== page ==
A popular franchisee now declares an unexpected bankruptcy according to new court filings.
Premier Kings, a 172-unit Burger King franchisee, declared bankruptcy in late October, according to new court filings.
The company began experiencing “operational instability” in 2022 following the untimely death of owner Manraj “Patrick” Sidhu, who was the sole stakeholder and manager, per court documents.
Earlier this year, Premier Cajun Kings, which operated 19 Popeyes units and was also owned by Sidhu, declared bankruptcy, reports RestaurantDive.
Premier Kings marks the latest bankruptcy for a large Burger King operator, with 115-unit Meridian Restaurants Unlimited and 90-unit Toms King declaring bankruptcy during the first quarter of this year.
Parent company Restaurant Brands International has been working with franchisees to transition restaurant portfolios to other operators.
During the past few quarters, RBI has prioritized distressed situations, closing unviable restaurants and cleaning up some portfolios, CFO Matt Dunnigan said last week during the company’s earnings call.
Premier Kings — which was founded in 2009 and has locations in Alabama, Georgia, Tennessee, South Carolina and Florida — has declined steadily since 2020.
That year, the company’s sales were $255 million, which dropped to $233.3 million in 2021.
Premier Kings had 3,605 employees as of Oct. 25.
In 2022, the company’s sales dropped to $223 million, and it had a net operating loss of $27 million.
Following Sidhu’s death, the company experienced “tremendous uncertainty and disruption in the business,” according to the filing.
It also faced macroeconomic challenges, including the impact of the COVID-19 pandemic on operations as well as “high inflation, increased borrowing rates, and increasingly limited qualified labor force.”
A trend we’re seeing across retailers and restaurants.
Other Economy News Today
Chase is now being scrutinized for freezing $50K in retiree money according to a new customer report published on Wednesday.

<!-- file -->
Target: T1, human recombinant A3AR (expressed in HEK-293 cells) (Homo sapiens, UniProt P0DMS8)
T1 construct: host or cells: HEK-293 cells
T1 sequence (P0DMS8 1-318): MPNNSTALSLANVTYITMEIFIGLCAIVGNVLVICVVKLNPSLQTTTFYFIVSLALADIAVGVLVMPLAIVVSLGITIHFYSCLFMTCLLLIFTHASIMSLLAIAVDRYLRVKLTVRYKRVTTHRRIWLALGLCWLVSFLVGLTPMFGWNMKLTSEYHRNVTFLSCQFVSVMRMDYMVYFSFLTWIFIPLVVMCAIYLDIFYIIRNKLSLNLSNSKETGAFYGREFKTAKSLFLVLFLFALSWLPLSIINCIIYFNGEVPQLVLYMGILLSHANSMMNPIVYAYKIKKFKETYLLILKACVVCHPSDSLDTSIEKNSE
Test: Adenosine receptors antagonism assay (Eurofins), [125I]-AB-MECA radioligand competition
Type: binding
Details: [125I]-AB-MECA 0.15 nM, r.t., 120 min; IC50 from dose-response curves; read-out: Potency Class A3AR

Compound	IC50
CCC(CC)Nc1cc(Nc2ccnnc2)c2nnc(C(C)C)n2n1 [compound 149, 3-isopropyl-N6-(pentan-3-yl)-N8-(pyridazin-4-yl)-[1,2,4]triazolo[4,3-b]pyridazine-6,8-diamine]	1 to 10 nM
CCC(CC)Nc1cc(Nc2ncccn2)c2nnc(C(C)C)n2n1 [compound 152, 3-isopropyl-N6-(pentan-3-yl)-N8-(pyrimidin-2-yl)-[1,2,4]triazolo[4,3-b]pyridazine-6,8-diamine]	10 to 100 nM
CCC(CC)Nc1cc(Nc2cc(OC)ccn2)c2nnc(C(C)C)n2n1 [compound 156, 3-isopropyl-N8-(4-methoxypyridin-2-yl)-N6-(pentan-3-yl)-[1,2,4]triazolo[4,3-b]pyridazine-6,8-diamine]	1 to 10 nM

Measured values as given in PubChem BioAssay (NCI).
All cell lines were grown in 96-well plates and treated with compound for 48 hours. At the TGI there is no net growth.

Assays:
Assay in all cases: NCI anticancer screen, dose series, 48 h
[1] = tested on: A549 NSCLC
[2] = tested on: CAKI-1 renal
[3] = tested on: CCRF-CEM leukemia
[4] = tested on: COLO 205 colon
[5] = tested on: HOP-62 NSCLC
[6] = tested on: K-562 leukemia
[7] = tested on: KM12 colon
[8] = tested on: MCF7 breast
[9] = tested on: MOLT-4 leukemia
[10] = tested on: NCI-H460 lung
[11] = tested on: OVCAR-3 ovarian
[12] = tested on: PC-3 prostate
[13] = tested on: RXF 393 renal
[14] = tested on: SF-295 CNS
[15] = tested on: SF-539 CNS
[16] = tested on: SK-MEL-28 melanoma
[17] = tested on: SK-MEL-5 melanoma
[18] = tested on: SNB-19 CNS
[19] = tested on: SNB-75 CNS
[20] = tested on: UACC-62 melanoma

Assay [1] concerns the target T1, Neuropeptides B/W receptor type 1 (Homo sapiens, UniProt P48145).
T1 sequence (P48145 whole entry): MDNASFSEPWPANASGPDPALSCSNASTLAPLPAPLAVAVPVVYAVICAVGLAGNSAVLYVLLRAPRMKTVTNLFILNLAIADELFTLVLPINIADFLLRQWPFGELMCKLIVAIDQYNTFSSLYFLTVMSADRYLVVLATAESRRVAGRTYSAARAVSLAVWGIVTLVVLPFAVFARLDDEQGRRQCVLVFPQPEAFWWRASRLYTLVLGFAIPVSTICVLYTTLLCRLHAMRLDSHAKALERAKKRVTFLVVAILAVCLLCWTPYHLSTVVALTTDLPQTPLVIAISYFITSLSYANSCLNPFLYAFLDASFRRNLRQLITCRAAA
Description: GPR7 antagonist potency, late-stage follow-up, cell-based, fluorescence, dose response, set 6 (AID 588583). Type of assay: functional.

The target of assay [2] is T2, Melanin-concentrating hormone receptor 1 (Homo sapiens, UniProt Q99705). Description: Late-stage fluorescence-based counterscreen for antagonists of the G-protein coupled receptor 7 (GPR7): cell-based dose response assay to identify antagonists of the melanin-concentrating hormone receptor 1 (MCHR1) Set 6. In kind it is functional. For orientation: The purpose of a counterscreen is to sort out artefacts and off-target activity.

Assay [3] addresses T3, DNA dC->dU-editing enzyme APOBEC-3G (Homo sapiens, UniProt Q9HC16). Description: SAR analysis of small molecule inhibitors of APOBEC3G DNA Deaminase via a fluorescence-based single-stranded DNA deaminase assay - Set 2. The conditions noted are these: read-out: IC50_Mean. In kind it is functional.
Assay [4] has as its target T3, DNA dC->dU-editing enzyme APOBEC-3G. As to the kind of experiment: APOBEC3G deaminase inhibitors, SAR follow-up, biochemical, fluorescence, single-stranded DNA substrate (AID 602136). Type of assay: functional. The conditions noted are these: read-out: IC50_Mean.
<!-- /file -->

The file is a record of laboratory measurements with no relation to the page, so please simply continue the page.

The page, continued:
Barb and Steve White from Mesa, Arizona say they were stunned when they tried to log into their JPMorgan Chase bank accounts and discovered all three of them had been frozen without warning, reports The-Sun.
In total, the two retirees had more than $48,000 in their free accounts that they weren’t able to access.
The only explanation Chase gave the Whites was that the freezing of their accounts was due to recent activity, but didn’t elaborate further.
“That is like beating your head against the wall,” Barb said at the time.
“You go through person after person. ‘Oh, I’m not sure I can help you with this. Let me let you talk to this person.'”
She added: “It would have been really appropriate and nice of them to say ‘Hey, you guys, this is what we see. Can you explain? Can you give us a heads-up? Can we work this out?”
In total, the couple were locked out of their accounts for four months, AZ Family reported.
They decided to file a lawsuit against the major bank to get their money back.
Eventually, in February of this year, bank officials at Chase returned the money to the Whites but still did not explain why they had frozen their accounts.
“Chase’s attorneys called ours and said ‘Chase wants to give you your money back,'” Barb said.
Although they were relieved to have resolved the situation with Chase, the Whites said the lack of explanation from the bank is still frustrating.
“It still leaves a real bad taste in your mouth, just not having any explanation as to why,” Steve said.
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